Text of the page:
Its guests on Thursday included privacy and national security experts from the American Civil Liberties Union, Brennan Center for Justice at NYU School of Law, Electronic Information Privacy Center, and Demand Progress, among a dozen other groups. The largely progressive coalition further included conservative nonprofits such as FreedomWorks and Americans for Prosperity. Bob Goodlatte, a former Republican chair of the House Judiciary Committee who now serves as a senior advisor to the nonprofit Project for Privacy and Surveillance Accountability, also attended.

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While Haines and some of the officials under her have expressed a willingness to enhance safeguards around intelligence “incidentally” collected on Americans, the IC has been unwilling so far to disclose what, if any, specific reforms it may be receptive to adopting. Privacy advocates say they remain, in response, skeptical it’s truly open to reform, adding that key sources on Capitol Hill continue to be unaware of any specific reforms currently supported by IC. In a letter ahead of the meeting, the same advocates said they were pursuing new limits on the scope of US surveillance codified under federal law, and the closing of a notorious loophole enabling intelligence and law enforcement services to bypass warrant requirements by paying data brokers for Americans’ sensitive data.

An internal advisory report declassified by Haines earlier this year described “large” purchases of “sensitive and intimate information” about Americans from private companies, including data enabling law enforcement to trace Americans’ whereabouts over extended periods of time. The report acknowledges that much of the purchased data would ordinarily fall under the protection of the US Constitution's Fourth Amendment, which includes a guarantee against unreasonable searches and seizures. Various intelligence agencies, the Defense Intelligence Agency and NSA among them, have taken the position that paying for access to sensitive data, as opposed to demanding it in accordance with criminal law procedures, effectively negates that constitutional right.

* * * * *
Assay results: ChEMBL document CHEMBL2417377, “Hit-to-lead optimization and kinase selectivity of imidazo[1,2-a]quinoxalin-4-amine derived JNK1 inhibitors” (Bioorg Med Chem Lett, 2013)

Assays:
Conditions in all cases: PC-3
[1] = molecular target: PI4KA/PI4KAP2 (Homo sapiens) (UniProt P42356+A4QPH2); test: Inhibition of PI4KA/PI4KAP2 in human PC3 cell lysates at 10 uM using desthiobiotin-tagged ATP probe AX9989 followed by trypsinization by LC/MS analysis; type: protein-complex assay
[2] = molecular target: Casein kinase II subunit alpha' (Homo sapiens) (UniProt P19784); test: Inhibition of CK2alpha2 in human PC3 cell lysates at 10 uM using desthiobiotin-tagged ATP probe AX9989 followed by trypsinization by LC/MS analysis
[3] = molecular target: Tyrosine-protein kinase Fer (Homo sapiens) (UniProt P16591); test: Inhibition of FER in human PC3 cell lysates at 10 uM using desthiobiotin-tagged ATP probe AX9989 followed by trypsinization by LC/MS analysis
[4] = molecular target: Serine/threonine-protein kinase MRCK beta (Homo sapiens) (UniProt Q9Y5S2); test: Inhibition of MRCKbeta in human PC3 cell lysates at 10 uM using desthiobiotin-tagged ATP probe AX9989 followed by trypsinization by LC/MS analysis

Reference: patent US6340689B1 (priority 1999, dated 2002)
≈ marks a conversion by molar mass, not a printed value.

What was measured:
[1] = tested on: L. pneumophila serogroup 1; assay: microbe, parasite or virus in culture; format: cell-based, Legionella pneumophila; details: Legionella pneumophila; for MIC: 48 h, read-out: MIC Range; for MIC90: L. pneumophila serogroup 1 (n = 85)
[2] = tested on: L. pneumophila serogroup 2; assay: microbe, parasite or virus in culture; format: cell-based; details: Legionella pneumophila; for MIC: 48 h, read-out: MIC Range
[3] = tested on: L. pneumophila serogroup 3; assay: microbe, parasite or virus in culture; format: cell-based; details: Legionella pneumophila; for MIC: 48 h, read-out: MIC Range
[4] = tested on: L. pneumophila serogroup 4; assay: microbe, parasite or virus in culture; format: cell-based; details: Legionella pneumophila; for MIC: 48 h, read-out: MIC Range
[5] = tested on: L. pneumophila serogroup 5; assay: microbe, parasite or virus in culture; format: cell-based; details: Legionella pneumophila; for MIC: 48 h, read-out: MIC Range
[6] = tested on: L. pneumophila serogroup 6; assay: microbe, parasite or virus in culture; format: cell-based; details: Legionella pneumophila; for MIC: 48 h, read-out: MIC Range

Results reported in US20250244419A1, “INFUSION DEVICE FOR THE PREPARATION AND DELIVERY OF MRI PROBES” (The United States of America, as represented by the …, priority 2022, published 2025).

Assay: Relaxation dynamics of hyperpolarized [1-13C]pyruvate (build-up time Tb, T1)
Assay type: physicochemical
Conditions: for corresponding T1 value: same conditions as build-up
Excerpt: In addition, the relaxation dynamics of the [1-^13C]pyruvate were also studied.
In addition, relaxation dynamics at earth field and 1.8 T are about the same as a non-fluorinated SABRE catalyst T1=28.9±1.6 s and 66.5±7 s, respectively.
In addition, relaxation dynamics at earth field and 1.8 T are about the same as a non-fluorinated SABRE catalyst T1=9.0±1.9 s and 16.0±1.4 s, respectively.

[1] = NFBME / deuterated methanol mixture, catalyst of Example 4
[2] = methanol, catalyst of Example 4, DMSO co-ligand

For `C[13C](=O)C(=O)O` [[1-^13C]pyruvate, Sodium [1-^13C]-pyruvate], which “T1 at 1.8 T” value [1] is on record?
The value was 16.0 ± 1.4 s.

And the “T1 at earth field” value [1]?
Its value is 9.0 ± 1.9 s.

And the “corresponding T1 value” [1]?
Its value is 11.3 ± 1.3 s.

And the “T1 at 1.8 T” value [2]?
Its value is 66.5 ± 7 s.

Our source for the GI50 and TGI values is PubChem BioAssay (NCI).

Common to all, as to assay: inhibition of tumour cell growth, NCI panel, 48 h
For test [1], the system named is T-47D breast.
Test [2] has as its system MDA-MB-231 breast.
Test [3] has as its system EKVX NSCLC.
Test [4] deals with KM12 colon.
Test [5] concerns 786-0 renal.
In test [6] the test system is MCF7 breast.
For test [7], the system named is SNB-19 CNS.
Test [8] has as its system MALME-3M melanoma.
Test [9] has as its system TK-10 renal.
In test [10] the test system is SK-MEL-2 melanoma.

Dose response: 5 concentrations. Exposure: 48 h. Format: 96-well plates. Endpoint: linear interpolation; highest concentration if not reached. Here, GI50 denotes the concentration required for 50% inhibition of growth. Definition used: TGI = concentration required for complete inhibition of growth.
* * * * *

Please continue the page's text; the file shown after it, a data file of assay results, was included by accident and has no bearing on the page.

Defenders of this particular collection method argue that the data is already widely available to private companies and even foreign intelligence services. Its detractors note that companies and foreign countries are not bound by the Fourth Amendment, and otherwise lack the US government’s power to arrest, fine, and imprison US residents.

Sources say Haines and other officials were pressed to disclose whether the government has arrived at a single, coherent policy regarding commercial data purchases. It is currently assumed US spy agencies are left to determine the legality of such arrangements individually, with declassified materials over the past year overwhelmingly supporting that belief. None of the IC officials, sources say, would comment on whether such a policy exists, though Haines has previously told members of Congress that devising one is a process that’s been underway since early 2021.

A spokesperson at the Office of the Director of National Intelligence (ODNI) says Haines had a prior speaking engagement Friday morning and could not be immediately reached for comment.

In a statement, members of the privacy coalition expressed gratitude for Haines’ taking the time to hear their concerns. Nevertheless, civil liberties experts say they remain “deeply distressed” by the IC’s unwillingness to commit to any “meaningful reforms that are critical to protect Americans’ privacy,” calling specifically the FBI’s abuses of 702-related data. “The administration and intelligence community must be willing to come to the table and accept significant new privacy protections that advocates, Congress, and the American people are calling for,” they said.